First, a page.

If you embrace the wanderlust that’s in your heart, then there’s an excellent chance that you have needed the toilet – and didn’t speak the local language. Trying to play an emergency game of charades when the body decides it’s time to go may not lead to a successful experience!
That’s why knowing one simple phrase when you travel could save you from an embarrassing guessing game: “Where is the toilet?”
Here’s how you can ask this question in several different languages.
“Where’s the toilet?” is good enough. If you want to be “polite” about the request, then perhaps choose, “May I know where the bathroom is please?”
Whether you visit Mexico or Spain, you’ll get someone to point you in the right direction by asking, “ ¿Dónde está el baño?”
When you’ve enjoyed a little too much wine during your visit to France, then you’ll find the facilities by asking, “pardon, où sont les toilettes?”
There are times when you may have had a little too much plum wine or that broth with the ramen flows right through you. Make sure that you ask, “Toire wa dokodesu?”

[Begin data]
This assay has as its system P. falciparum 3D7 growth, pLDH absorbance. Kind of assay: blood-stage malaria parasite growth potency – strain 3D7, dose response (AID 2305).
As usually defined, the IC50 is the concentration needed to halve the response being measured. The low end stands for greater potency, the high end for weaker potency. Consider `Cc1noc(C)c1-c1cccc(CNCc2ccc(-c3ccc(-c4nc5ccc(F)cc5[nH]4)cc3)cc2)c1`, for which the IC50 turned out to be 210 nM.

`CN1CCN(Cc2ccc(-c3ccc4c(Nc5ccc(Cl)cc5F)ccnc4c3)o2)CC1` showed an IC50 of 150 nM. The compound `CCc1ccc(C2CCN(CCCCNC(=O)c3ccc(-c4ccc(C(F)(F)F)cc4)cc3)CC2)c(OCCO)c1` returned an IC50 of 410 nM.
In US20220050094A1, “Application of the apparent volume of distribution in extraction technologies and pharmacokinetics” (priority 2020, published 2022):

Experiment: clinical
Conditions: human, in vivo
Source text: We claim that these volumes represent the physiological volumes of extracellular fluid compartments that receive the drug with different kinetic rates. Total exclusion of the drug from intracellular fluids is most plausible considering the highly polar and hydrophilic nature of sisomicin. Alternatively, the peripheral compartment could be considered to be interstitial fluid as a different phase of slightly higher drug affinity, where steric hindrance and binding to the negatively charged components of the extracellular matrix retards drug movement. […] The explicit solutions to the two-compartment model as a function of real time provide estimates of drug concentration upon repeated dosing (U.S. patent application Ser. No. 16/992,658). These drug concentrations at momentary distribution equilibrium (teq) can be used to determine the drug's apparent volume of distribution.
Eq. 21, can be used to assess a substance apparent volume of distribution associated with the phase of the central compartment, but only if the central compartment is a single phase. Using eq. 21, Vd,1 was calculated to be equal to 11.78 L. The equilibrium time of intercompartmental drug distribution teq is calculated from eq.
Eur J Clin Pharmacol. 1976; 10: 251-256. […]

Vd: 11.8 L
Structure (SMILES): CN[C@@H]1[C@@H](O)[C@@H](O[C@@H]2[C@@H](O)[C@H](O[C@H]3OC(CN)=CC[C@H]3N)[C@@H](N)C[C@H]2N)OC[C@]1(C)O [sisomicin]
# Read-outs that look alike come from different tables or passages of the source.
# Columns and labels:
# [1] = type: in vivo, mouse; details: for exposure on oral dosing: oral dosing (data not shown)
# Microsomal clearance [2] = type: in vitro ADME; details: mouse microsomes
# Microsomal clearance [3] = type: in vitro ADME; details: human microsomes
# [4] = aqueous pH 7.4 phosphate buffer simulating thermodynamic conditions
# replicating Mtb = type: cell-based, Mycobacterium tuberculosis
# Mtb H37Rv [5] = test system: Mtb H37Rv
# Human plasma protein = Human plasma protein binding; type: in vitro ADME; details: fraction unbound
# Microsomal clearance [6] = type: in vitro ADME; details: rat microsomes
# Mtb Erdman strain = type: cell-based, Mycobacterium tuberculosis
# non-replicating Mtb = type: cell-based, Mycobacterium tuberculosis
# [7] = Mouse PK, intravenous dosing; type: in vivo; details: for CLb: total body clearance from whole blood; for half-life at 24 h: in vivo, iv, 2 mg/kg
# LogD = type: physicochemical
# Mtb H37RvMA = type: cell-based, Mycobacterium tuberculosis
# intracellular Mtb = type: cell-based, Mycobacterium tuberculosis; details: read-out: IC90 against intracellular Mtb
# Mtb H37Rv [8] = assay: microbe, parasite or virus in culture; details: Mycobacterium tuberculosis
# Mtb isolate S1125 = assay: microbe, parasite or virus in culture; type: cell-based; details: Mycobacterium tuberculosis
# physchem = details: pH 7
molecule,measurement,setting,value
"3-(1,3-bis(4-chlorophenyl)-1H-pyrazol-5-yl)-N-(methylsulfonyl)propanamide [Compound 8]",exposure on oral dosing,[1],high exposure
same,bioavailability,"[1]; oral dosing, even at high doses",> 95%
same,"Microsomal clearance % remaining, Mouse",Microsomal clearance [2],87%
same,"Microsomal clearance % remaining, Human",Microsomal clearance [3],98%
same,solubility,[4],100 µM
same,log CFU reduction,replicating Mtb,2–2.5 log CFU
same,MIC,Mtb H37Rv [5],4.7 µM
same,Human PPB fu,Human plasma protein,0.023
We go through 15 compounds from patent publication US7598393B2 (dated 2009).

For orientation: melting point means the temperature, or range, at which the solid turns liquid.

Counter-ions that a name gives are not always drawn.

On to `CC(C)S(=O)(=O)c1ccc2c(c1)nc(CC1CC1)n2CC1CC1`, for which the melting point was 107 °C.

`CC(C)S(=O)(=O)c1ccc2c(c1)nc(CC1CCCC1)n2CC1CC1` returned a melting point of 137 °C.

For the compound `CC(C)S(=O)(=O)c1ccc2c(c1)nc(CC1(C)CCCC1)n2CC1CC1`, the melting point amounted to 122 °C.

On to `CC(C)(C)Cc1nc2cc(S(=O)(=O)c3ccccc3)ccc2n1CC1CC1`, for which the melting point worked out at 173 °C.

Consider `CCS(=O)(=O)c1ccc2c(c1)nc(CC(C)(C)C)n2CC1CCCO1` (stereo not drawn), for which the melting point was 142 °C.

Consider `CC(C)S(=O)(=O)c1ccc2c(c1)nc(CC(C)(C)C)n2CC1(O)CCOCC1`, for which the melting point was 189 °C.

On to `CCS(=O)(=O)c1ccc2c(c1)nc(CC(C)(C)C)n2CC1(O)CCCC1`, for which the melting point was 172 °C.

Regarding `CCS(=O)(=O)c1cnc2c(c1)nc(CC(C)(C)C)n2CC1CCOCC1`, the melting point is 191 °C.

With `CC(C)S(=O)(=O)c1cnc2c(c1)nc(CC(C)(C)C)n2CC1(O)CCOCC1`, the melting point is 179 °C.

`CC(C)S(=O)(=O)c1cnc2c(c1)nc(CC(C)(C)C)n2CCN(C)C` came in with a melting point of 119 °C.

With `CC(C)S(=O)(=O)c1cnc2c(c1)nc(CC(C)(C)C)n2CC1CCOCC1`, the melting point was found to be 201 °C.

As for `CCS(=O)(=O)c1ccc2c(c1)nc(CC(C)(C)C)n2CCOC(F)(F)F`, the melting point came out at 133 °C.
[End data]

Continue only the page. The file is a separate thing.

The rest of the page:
Even Jesus needed to use the toilet sometimes. Say, “Slikha, ehfo hah sherooteem?” if you must release something Biblical in the near future.
Sure – they speak English there. Some speak French. If you call it a “bathroom” though, you might receive some confused looks. Try, “Could you point me toward the washroom?” for better results.
You’ll want to say, “Wo ist die toilette, bitte?” after those four beers you just consumed.
Go ahead – give it a shake by asking for the toilet this way: “Com licença, onde fica o banheiro?”
You’ve been enjoying some hot tea with that sweet and sour chicken. Now you discover that there are no signs in the restaurant, and no one speaks your language. Try this request to find the toilet: “Mm-goy chee-soh hai been-doh-ah?”
Go ahead. Ask for the loo. That’s what you’ve got to do.
This request is really fun to say: “Vabandage, kus on tualett?”
You’ll want to practice this one a little before you try it out. If you get the words wrong, someone will likely laugh at you, then tell you something in their language that you still can’t understand. Ask for the toilet by saying, “Hwa jang shil uh-dee-in-ga-yo.”
This language brings some joy to the element of asking for the toilet when you’re not sure where to go. Say, “Fun moy douche bee?”
When will you ever be able to say the words “douche” and “fun” in the same sentence ever again?
This request is very straightforward. You’ll need to ask, “Mi scusi, dov’e il bagno?” Then again, if you ask someone where the “bag no” is, there could be problems. It’s closer to “bahn-yo.”
What other languages have you found yourself asking for a toilet in during your travels?
For more international flavor check out our reviewed modern and Japanese toilets here.